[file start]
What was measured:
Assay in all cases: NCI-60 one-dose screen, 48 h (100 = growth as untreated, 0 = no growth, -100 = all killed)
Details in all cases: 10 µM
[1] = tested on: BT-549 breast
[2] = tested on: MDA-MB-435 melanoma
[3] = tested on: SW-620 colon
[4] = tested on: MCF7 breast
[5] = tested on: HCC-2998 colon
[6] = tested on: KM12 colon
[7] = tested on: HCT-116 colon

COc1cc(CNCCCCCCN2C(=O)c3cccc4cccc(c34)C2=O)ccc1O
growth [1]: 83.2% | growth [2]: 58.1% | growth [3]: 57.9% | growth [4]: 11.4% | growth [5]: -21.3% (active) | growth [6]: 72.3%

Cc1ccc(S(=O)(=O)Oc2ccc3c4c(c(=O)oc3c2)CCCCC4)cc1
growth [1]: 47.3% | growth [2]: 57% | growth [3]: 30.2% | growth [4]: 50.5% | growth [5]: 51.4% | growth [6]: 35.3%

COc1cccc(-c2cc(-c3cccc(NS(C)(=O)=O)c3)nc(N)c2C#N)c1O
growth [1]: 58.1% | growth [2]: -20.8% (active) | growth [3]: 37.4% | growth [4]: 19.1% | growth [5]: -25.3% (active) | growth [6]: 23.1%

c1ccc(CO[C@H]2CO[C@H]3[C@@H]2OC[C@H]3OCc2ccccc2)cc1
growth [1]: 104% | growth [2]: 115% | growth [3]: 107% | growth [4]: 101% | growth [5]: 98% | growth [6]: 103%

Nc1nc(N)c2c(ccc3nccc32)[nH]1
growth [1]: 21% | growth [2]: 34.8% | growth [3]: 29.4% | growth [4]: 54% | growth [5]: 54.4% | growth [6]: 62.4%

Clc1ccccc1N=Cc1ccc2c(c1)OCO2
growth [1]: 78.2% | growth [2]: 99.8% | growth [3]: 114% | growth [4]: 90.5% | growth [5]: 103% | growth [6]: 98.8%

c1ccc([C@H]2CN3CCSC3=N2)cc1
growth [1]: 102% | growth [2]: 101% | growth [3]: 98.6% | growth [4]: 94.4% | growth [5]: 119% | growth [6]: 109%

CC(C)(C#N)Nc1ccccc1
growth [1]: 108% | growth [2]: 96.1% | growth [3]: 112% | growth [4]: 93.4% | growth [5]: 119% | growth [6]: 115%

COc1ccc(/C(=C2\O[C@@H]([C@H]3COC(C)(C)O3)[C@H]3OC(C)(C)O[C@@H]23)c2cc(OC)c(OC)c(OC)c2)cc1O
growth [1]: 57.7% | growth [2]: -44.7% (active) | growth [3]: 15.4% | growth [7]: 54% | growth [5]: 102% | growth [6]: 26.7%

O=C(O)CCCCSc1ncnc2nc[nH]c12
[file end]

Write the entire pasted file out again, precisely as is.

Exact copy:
What was measured:
Assay in all cases: NCI-60 one-dose screen, 48 h (100 = growth as untreated, 0 = no growth, -100 = all killed)
Details in all cases: 10 µM
[1] = tested on: BT-549 breast
[2] = tested on: MDA-MB-435 melanoma
[3] = tested on: SW-620 colon
[4] = tested on: MCF7 breast
[5] = tested on: HCC-2998 colon
[6] = tested on: KM12 colon
[7] = tested on: HCT-116 colon

COc1cc(CNCCCCCCN2C(=O)c3cccc4cccc(c34)C2=O)ccc1O
growth [1]: 83.2% | growth [2]: 58.1% | growth [3]: 57.9% | growth [4]: 11.4% | growth [5]: -21.3% (active) | growth [6]: 72.3%

Cc1ccc(S(=O)(=O)Oc2ccc3c4c(c(=O)oc3c2)CCCCC4)cc1
growth [1]: 47.3% | growth [2]: 57% | growth [3]: 30.2% | growth [4]: 50.5% | growth [5]: 51.4% | growth [6]: 35.3%

COc1cccc(-c2cc(-c3cccc(NS(C)(=O)=O)c3)nc(N)c2C#N)c1O
growth [1]: 58.1% | growth [2]: -20.8% (active) | growth [3]: 37.4% | growth [4]: 19.1% | growth [5]: -25.3% (active) | growth [6]: 23.1%

c1ccc(CO[C@H]2CO[C@H]3[C@@H]2OC[C@H]3OCc2ccccc2)cc1
growth [1]: 104% | growth [2]: 115% | growth [3]: 107% | growth [4]: 101% | growth [5]: 98% | growth [6]: 103%

Nc1nc(N)c2c(ccc3nccc32)[nH]1
growth [1]: 21% | growth [2]: 34.8% | growth [3]: 29.4% | growth [4]: 54% | growth [5]: 54.4% | growth [6]: 62.4%

Clc1ccccc1N=Cc1ccc2c(c1)OCO2
growth [1]: 78.2% | growth [2]: 99.8% | growth [3]: 114% | growth [4]: 90.5% | growth [5]: 103% | growth [6]: 98.8%

c1ccc([C@H]2CN3CCSC3=N2)cc1
growth [1]: 102% | growth [2]: 101% | growth [3]: 98.6% | growth [4]: 94.4% | growth [5]: 119% | growth [6]: 109%

CC(C)(C#N)Nc1ccccc1
growth [1]: 108% | growth [2]: 96.1% | growth [3]: 112% | growth [4]: 93.4% | growth [5]: 119% | growth [6]: 115%

COc1ccc(/C(=C2\O[C@@H]([C@H]3COC(C)(C)O3)[C@H]3OC(C)(C)O[C@@H]23)c2cc(OC)c(OC)c(OC)c2)cc1O
growth [1]: 57.7% | growth [2]: -44.7% (active) | growth [3]: 15.4% | growth [7]: 54% | growth [5]: 102% | growth [6]: 26.7%

O=C(O)CCCCSc1ncnc2nc[nH]c12